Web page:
The study, led by Kyle Jasmin of University College London and Daniel Casasanto of The New School for Social Research, New York, found that emotional responses to typing certain words depended on where the letters sit on the keyboard.

Researchers analysed more than 1000 words from English, Dutch and Spanish.

The arrangement of letters on a standard ‘qwerty’ keyboard means that our left hand – which covers 15 letters – has to work harder than our right hand, which covers 11.

According to the research, the increased number of letters and difficulty of letter combinations typed by the left hand has gradually made typists feel less positive about that side of the keyboard, and more positive about letters on the right.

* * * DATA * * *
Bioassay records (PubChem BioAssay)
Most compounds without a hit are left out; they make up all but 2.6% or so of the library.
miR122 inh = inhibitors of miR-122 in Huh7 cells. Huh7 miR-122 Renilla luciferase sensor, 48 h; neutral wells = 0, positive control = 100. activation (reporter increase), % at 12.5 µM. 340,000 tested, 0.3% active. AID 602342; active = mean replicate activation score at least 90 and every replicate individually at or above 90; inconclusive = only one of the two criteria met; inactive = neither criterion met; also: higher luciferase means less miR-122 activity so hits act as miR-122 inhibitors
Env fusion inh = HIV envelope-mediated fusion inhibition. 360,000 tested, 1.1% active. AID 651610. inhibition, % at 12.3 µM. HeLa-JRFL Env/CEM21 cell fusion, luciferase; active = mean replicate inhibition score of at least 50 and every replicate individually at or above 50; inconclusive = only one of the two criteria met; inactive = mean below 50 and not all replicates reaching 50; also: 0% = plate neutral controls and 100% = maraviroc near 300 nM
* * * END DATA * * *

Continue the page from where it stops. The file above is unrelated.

This means that you feel sad when typing ‘sad’, but happy when writing ‘jolly.’ It would also suggest that you prefer typing ‘money’ over typing ‘tax’.

The researchers have also claimed that the layout of keys could be influencing the evolution of new words, as the trend was strongest in new words first used after the invention of the ‘qwerty’ keyboard in 1868.

Writing in the Psychonomic Bulletin and Review, researchers said the study “suggests that the Qwerty keyboard is shaping the meanings of words as people filter language through their fingers.

“It appears that using Qwerty shapes the meanings of existing words and abbreviations get adopted into the lexicon and ‘texticon’ by encouraging the use of words and abbreviations whose emotional valences are congruent with their letters’ location on the keyboard.” 

So there you go.